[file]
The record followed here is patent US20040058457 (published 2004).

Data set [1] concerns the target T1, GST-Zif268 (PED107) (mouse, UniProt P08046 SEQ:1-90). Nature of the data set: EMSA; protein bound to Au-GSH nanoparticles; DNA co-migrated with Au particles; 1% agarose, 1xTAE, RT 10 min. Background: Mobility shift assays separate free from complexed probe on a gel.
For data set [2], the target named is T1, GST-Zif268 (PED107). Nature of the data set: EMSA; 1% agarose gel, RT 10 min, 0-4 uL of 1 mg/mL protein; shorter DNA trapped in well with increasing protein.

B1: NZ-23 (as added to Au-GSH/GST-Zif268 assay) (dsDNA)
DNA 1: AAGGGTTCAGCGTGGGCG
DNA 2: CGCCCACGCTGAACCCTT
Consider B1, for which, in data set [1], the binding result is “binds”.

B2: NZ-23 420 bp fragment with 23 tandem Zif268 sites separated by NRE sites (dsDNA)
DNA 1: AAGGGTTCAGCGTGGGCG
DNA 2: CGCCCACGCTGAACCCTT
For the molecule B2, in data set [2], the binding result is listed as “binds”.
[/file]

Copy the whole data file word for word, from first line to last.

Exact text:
The record followed here is patent US20040058457 (published 2004).

Data set [1] concerns the target T1, GST-Zif268 (PED107) (mouse, UniProt P08046 SEQ:1-90). Nature of the data set: EMSA; protein bound to Au-GSH nanoparticles; DNA co-migrated with Au particles; 1% agarose, 1xTAE, RT 10 min. Background: Mobility shift assays separate free from complexed probe on a gel.
For data set [2], the target named is T1, GST-Zif268 (PED107). Nature of the data set: EMSA; 1% agarose gel, RT 10 min, 0-4 uL of 1 mg/mL protein; shorter DNA trapped in well with increasing protein.

B1: NZ-23 (as added to Au-GSH/GST-Zif268 assay) (dsDNA)
DNA 1: AAGGGTTCAGCGTGGGCG
DNA 2: CGCCCACGCTGAACCCTT
Consider B1, for which, in data set [1], the binding result is “binds”.

B2: NZ-23 420 bp fragment with 23 tandem Zif268 sites separated by NRE sites (dsDNA)
DNA 1: AAGGGTTCAGCGTGGGCG
DNA 2: CGCCCACGCTGAACCCTT
For the molecule B2, in data set [2], the binding result is listed as “binds”.